Australian employment unexpectedly dropped in July, giving the Reserve Bank scope for a more flexible approach in its tightening cycle. The surprise reduction sent the Australian dollar and government bond yields lower. The report also showed unemployment fell to 3.4%, a 48-year low, as the participation rate declined. To combat the problem, the federal government is reportedly considering lifting the annual migration intake to between 180,000 and 200,000, from the current cap of 160,000. Australia’s main workforce shortages are among IT workers, doctors and nurses, and hospitality, trade and manufacturing workers. The Business Council of Australia has called on the federal government to make it easier and quicker for skilled migrants to be hired and to gain permanent residency.

Japan GDP missed, rising 2.2%qoq saar in Q2, against consensus at 2.6%. The speed of recovery for the next quarter is expected to be somewhat slower. The threat of inflation is still latent and there are also fears of new outbreaks of the coronavirus that could lead to restrictions, as is happening in China.

Narendra Modi pledged to turn India into a developed country in 25 years. On the 75th anniversary of India’s independence from British rule, the prime minister said the world’s view of India is changing.

Thailand said it’ll invest 2.2 trillion baht ($62 billion) over the next five years. The investments will target electric vehicles and medical technology as the country aims to boost economic growth.

The RBNZ hiked by 50bps at its August OCR review, as expected. But the outlook was more hawkish than we had anticipated, and suggests the RBNZ are set to hike by 50bps at the upcoming meeting in October.

Indonesia President Joko Widodo projects the economy will expand 5.3% in 2023 versus the government’s estimate of 5.1%-5.4% GDP growth for this year. Indonesia may impose a tax on nickel exports this year as the biggest producer of the EV battery metal looks to refine more at home.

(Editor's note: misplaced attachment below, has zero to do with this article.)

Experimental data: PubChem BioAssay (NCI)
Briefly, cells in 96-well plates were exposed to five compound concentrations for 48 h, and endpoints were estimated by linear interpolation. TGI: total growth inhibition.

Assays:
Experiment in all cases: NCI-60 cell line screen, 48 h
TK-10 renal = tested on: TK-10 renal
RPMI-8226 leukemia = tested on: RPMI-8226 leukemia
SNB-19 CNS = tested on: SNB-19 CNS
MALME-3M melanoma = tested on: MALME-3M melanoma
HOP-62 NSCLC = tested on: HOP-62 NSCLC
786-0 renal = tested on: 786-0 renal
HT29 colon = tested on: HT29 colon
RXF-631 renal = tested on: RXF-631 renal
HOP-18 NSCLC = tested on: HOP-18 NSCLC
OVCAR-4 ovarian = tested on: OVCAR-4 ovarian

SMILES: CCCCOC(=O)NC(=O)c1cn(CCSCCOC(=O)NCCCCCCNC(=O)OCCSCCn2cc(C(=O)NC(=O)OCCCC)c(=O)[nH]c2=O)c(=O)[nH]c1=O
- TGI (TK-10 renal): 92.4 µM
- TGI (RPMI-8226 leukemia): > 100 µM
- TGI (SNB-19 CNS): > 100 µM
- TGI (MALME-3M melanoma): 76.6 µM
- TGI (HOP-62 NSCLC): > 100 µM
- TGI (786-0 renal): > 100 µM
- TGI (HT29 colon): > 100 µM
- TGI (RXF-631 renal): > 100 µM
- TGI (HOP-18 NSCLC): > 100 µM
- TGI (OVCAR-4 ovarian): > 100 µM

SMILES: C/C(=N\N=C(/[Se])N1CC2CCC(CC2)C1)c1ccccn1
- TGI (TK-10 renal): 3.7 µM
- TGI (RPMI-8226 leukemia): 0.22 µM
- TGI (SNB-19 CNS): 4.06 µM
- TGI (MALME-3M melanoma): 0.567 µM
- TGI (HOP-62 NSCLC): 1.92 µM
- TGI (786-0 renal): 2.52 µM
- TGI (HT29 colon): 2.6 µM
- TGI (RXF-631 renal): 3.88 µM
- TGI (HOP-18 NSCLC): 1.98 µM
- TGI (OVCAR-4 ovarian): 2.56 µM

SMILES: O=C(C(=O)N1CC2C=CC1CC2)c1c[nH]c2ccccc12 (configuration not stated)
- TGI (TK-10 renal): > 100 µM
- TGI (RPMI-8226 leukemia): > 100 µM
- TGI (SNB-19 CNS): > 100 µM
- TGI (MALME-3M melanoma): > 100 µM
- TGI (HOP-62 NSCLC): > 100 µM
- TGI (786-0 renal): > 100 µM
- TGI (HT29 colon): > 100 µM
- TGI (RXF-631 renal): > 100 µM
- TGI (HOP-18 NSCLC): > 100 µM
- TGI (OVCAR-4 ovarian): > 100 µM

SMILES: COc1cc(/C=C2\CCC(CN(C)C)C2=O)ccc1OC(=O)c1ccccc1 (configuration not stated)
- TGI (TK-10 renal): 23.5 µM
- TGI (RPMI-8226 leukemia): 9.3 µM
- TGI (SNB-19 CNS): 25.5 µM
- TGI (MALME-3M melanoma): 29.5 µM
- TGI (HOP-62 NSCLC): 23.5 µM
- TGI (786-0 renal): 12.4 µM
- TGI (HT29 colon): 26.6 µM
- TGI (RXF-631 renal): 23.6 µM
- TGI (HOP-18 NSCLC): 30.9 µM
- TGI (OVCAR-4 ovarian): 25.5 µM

Trading turnover in Vietnam has seen a significant improvement in the last 2.5 weeks. Local investors are still accounting for ~90% of total market trading, and discussions with local brokers suggested that margin lending is on the rise again. Local retail investors are encouraged by recent strengths in the US markets while they also see low liquidity in July as a signal of waning selling pressure. Local buying has been strongest in high-beta sectors such as banking, property, and brokerage that severely underperformed in the first half.


Apple may make products in Vietnam. The US tech giant is reportedly in talks to produce Apple Watches and MacBooks in the country, further distancing itself from China.

Singapore listed Sea Ltd. shares plunged after posting a bigger loss than expected in Q2 and withdrew its 2022 e-commerce forecast. YTD, SEA ltd is down close to 70%. Shoppers emerging from pandemic lockdowns are cutting back on online purchases, shifting toward essentials during a potential recession. Its stock has slumped as Tencent, Tiger Global and Altimeter sold, while Temasek and Bridgewater jumped in.

Tencent’s quarterly revenue dipped for the first time. The Chinese tech giant’s results were chilled by strict gaming regulations, covid lockdowns, and fewer ad sales.

China’s largest developer Country Garden Holdings Co. warned that first-half earnings probably tumbled by as much as 70% amid an escalating property crisis in the country. The Foshan-based company said preliminary core profit could reach 4.5 billion yuan ($664 million) to 5 billion yuan for the first six months of the year, down from 15.2 billion yuan a year earlier, according to a filing on Thursday. Country Garden, once considered among China’s safer real estate companies, has been engulfed by the sector’s unraveling following regulatory crackdowns and pandemic restrictions that have pummeled housing sales. The developer lost its last investment-grade rating after Fitch Ratings downgraded it to junk on Tuesday.